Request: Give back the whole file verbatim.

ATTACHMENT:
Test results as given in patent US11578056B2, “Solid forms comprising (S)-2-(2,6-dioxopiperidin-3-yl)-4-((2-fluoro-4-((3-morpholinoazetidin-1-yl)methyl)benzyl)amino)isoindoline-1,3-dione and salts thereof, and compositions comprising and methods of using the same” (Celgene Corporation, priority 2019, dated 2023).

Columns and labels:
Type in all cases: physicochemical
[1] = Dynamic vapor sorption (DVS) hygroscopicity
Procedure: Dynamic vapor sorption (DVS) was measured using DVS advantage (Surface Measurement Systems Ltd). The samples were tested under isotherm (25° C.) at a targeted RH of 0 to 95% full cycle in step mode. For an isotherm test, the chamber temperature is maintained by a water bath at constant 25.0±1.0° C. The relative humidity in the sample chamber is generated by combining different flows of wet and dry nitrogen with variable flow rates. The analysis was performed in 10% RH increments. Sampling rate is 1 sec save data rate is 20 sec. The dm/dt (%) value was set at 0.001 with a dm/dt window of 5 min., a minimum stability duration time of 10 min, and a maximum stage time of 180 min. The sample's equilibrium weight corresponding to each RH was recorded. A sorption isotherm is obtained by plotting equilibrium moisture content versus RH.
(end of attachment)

Test results as given in patent US11578056B2, “Solid forms comprising (S)-2-(2,6-dioxopiperidin-3-yl)-4-((2-fluoro-4-((3-morpholinoazetidin-1-yl)methyl)benzyl)amino)isoindoline-1,3-dione and salts thereof, and compositions comprising and methods of using the same” (Celgene Corporation, priority 2019, dated 2023).

Columns and labels:
Type in all cases: physicochemical
[1] = Dynamic vapor sorption (DVS) hygroscopicity
Procedure: Dynamic vapor sorption (DVS) was measured using DVS advantage (Surface Measurement Systems Ltd). The samples were tested under isotherm (25° C.) at a targeted RH of 0 to 95% full cycle in step mode. For an isotherm test, the chamber temperature is maintained by a water bath at constant 25.0±1.0° C. The relative humidity in the sample chamber is generated by combining different flows of wet and dry nitrogen with variable flow rates. The analysis was performed in 10% RH increments. Sampling rate is 1 sec save data rate is 20 sec. The dm/dt (%) value was set at 0.001 with a dm/dt window of 5 min., a minimum stability duration time of 10 min, and a maximum stage time of 180 min. The sample's equilibrium weight corresponding to each RH was recorded. A sorption isotherm is obtained by plotting equilibrium moisture content versus RH.